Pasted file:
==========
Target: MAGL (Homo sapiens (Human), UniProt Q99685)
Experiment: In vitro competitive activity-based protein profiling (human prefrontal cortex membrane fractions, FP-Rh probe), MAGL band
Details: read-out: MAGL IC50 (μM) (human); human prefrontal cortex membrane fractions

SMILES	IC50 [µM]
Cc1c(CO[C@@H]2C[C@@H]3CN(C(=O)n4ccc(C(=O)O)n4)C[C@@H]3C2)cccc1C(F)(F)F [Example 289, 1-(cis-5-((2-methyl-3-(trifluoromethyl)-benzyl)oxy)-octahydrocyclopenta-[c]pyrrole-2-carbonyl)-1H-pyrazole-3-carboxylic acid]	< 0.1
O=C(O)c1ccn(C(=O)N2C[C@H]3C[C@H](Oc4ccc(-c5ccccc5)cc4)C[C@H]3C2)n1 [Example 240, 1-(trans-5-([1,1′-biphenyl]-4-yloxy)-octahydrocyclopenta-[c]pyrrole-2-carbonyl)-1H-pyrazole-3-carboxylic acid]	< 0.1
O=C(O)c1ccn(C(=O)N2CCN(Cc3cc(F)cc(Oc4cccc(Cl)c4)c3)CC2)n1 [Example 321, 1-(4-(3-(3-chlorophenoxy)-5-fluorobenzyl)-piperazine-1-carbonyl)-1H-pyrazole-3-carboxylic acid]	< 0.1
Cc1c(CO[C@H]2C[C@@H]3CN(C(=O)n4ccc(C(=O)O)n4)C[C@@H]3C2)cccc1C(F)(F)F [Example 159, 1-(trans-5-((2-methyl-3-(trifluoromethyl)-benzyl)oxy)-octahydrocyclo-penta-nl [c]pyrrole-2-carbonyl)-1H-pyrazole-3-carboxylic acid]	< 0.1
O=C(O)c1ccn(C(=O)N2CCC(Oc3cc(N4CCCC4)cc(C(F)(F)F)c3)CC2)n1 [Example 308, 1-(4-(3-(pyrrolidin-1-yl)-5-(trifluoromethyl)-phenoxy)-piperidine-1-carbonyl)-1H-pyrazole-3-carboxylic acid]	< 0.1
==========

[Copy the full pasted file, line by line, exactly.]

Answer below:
Target: MAGL (Homo sapiens (Human), UniProt Q99685)
Experiment: In vitro competitive activity-based protein profiling (human prefrontal cortex membrane fractions, FP-Rh probe), MAGL band
Details: read-out: MAGL IC50 (μM) (human); human prefrontal cortex membrane fractions

SMILES	IC50 [µM]
Cc1c(CO[C@@H]2C[C@@H]3CN(C(=O)n4ccc(C(=O)O)n4)C[C@@H]3C2)cccc1C(F)(F)F [Example 289, 1-(cis-5-((2-methyl-3-(trifluoromethyl)-benzyl)oxy)-octahydrocyclopenta-[c]pyrrole-2-carbonyl)-1H-pyrazole-3-carboxylic acid]	< 0.1
O=C(O)c1ccn(C(=O)N2C[C@H]3C[C@H](Oc4ccc(-c5ccccc5)cc4)C[C@H]3C2)n1 [Example 240, 1-(trans-5-([1,1′-biphenyl]-4-yloxy)-octahydrocyclopenta-[c]pyrrole-2-carbonyl)-1H-pyrazole-3-carboxylic acid]	< 0.1
O=C(O)c1ccn(C(=O)N2CCN(Cc3cc(F)cc(Oc4cccc(Cl)c4)c3)CC2)n1 [Example 321, 1-(4-(3-(3-chlorophenoxy)-5-fluorobenzyl)-piperazine-1-carbonyl)-1H-pyrazole-3-carboxylic acid]	< 0.1
Cc1c(CO[C@H]2C[C@@H]3CN(C(=O)n4ccc(C(=O)O)n4)C[C@@H]3C2)cccc1C(F)(F)F [Example 159, 1-(trans-5-((2-methyl-3-(trifluoromethyl)-benzyl)oxy)-octahydrocyclo-penta-nl [c]pyrrole-2-carbonyl)-1H-pyrazole-3-carboxylic acid]	< 0.1
O=C(O)c1ccn(C(=O)N2CCC(Oc3cc(N4CCCC4)cc(C(F)(F)F)c3)CC2)n1 [Example 308, 1-(4-(3-(pyrrolidin-1-yl)-5-(trifluoromethyl)-phenoxy)-piperidine-1-carbonyl)-1H-pyrazole-3-carboxylic acid]	< 0.1